Conventional Culture Based Methods in Microbiological Diagnostics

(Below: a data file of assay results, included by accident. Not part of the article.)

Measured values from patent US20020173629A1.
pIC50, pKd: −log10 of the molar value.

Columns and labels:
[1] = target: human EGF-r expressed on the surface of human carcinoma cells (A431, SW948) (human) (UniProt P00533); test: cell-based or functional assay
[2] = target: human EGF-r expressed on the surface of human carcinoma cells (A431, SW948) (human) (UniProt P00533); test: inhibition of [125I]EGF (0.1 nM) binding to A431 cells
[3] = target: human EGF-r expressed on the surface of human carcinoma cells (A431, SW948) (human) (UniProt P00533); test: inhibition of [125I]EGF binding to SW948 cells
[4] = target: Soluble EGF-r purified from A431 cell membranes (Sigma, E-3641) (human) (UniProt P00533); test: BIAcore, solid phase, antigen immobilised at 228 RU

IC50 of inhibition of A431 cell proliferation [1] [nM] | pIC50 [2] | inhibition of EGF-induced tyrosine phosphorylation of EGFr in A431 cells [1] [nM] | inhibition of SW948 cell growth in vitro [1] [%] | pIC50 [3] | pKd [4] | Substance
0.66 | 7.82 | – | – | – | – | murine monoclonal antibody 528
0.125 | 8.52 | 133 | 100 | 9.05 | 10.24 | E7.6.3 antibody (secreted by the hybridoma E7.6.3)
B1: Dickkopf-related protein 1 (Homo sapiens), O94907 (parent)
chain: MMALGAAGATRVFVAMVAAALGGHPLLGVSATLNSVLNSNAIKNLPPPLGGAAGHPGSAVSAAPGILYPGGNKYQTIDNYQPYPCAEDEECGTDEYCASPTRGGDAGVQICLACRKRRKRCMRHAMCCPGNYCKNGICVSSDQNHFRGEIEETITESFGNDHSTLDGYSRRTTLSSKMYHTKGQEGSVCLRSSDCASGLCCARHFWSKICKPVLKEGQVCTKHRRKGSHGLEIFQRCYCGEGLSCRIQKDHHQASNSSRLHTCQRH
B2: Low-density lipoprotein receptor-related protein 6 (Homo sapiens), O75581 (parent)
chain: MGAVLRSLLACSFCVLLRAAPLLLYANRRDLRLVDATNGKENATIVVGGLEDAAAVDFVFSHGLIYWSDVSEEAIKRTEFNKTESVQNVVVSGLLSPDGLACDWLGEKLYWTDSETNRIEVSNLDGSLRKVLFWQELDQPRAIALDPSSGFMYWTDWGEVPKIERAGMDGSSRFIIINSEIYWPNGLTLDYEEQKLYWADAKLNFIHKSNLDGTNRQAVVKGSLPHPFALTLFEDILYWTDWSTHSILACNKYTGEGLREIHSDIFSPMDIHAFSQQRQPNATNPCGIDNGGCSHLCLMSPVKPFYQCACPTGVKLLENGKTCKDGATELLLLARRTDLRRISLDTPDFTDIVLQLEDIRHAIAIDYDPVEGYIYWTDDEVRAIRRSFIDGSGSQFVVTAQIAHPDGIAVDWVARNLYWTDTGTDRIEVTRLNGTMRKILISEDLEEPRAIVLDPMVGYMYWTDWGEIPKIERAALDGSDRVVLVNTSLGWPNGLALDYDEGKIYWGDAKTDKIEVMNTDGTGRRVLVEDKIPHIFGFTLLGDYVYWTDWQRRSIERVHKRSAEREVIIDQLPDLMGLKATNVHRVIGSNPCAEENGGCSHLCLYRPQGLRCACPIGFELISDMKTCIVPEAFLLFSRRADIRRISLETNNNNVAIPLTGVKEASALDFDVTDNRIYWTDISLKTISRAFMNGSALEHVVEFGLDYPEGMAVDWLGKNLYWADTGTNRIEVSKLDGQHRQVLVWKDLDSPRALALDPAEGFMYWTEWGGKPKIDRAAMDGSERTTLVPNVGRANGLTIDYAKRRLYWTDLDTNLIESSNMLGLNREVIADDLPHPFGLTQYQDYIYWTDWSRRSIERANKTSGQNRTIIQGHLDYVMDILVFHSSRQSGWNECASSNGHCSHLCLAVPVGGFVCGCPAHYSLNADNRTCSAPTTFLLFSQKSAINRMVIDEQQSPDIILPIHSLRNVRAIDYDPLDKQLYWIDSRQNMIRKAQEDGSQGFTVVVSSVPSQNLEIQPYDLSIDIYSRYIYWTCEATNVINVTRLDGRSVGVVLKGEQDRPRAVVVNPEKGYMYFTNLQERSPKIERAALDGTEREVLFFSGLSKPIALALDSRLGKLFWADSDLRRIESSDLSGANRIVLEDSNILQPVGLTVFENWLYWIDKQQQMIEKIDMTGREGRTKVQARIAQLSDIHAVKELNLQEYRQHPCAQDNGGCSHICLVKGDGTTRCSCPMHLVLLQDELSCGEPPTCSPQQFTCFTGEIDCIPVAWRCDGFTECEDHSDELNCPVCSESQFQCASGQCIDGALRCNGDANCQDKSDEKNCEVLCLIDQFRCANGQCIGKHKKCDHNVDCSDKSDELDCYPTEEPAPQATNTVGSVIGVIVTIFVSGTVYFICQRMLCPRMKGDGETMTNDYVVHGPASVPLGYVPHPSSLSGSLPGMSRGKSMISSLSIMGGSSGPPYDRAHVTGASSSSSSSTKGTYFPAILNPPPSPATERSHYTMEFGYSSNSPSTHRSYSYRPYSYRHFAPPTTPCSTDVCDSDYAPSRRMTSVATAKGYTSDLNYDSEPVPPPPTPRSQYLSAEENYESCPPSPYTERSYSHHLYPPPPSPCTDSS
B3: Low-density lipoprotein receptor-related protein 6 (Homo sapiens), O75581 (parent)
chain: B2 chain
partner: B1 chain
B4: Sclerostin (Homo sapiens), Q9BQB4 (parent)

The traditional microbiological diagnostic assays include microscopy and micro-bial culture techniques as well as the detection of antigens or toxins. The culture-based procedures are complemented by serological methods using immunoassays for the detection of pathogen-specific antibodies in blood or cerebrospinal fluid. All these methods can be limited by poor sensitivity, nongrowing or slow-growing or poorly viable organisms, narrow detection windows, complex interpretation, immunosuppression of the patient, antimicrobial therapy, high levels of backgrounds, and nonspecific cross-reactivity. Nonetheless, microbial cultures produce valuable epidemiological data, revealing new, uncharacterized, or atypical microbes and yielding intact or infectious organisms for further study. For this reason, the role of traditional assays continues to be an important one [16, 17]. This is particularly true of antimicrobial susceptibility testing of bacterial patho gens, which is one of the primary functions of a diagnostic microbiology laboratory. Individual results have important therapeutic implications for the patient. The detection of resistant bacteria further provides a fundamental basis for infection control measures and antimicrobial surveillance systems. Antibiotic resistance is routinely determined in diagnostic laboratories using culture-based methods, e.g., disc diffusion assay or broth dilution. These traditional methods, however, are largely confined to rapidly growing bacteria and depend on the expression of antibiotic resistance genes under laboratory culture conditions.

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